By inspecting curves shown in Figure 1, one realizes the larger the projectile angle the higher is the trajectory corresponding to a shorter abscissa. This figure shows also what the envelope is; it is a curve that embodies all the parabolas touching individual trajectory at one point only. Simply put the envelope is a unique curve that is tangent to the family of curves. One attempts almost to run a fingertip on Figure 1 outlining the envelope. Such an outlined curve would almost trace a parabola. To identify the curve, we follow the standard procedure. We set the slope of Equation (3) with respect to, θ, zero. Then we eliminate the θ between the Equation (3) and the latter. This procedure is cumbersome and tedious. Instead, we reformat Equation (3) and introduce a new variable, ξ = tan(θ). In terms of, ξ, Equation (3) is,

y ( x , ξ ) = 1 2 ( 1 + ξ 2 ) x 2 + ξ x (4)

the needed slope is, d d θ y ( x , θ ) . In terms of, ξ it is d d θ y ( x , θ ) = d ξ d θ d d ξ y ( x , ξ ) , where d ξ d θ = 1 + ξ 2 . These yields,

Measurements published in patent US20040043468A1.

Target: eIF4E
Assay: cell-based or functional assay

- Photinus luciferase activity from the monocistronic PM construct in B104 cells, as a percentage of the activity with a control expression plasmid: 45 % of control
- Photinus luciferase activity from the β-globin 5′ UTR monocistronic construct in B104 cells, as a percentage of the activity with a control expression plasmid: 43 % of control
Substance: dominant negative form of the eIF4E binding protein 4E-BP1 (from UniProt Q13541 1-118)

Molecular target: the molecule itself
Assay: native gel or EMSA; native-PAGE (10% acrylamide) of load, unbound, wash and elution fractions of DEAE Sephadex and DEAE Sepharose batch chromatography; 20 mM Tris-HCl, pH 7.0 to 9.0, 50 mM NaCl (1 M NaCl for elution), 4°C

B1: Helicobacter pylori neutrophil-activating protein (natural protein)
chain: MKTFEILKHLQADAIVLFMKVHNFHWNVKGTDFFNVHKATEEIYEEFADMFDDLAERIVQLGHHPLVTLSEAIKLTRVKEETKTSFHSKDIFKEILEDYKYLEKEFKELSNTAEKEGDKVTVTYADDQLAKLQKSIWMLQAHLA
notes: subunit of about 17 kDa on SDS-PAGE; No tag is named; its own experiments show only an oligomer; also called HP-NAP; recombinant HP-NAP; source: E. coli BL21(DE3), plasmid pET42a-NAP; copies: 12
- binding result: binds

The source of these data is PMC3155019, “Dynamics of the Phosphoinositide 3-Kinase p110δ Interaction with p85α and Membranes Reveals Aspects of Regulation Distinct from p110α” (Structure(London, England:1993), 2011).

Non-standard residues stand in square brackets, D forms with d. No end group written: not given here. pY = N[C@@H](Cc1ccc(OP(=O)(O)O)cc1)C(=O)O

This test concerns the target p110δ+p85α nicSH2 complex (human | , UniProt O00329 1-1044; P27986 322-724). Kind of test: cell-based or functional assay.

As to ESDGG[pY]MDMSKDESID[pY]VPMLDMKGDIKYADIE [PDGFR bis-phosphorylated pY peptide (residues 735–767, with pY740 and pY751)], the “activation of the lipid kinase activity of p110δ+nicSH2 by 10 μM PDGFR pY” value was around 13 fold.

d d θ y ( x , θ ) = x ( 1 + ξ 2 ) ( 1 ξ x ) (5)

Setting Equation (5) = 0 gives, ξ = 1/x. Substituting in Equation (4) yields the envelope equation,

y ( x ) = 1 2 ( 1 x 2 ) (6)

Figure 1. Plots of classic parabolic trajectories.

Sketch of Equation (6), the envelope, along with Figure 1 is shown in Figure 2.

Trajectories commonly are plotted in the upper half-plane as shown in Figure 2, we display the envelope in the same plane as well. These are the pictorial known classic information about the envelope. We are augmenting this information six-fold as follows:

1) Shown in Figure 2, the maximum height of the envelope occurs at x = 0, corresponding to ymax = 1/2. This conforms utilizing, y'(x) = 0.

2) Equation (6) intersects the x-axis at two points, x = ±1. Although the envelope does not represent a trajectory of a projectile, but one may think of a scenario that it does. Meaning, a projectile projected from either one of these two points to the opposite direction travels horizontally to the maximum Range. The slopes of the envelope at these points are ±1 corresponding to 135˚ and 45˚, respectively. These are the same classic angles that maximize the Range of a projectile; recall Range = sin(2θ), with Rmax = 1, corresponding to θ = 45˚, [7].

3) The arc-length of the envelope. This is subject to, l = 1 + y ( x ) 2 d x . Utilizing Equation (6) gives,

l = 1 1 1 + x 2 d x = 2 + Arcsinh ( 1 ) (7)

Its numeric value is, 2.29. This is a global numeric value; it is independent of the values of initial speed, gravity acceleration and the initial projectile angle. It is a generic quantity associated with the envelope of the classic projectile problem.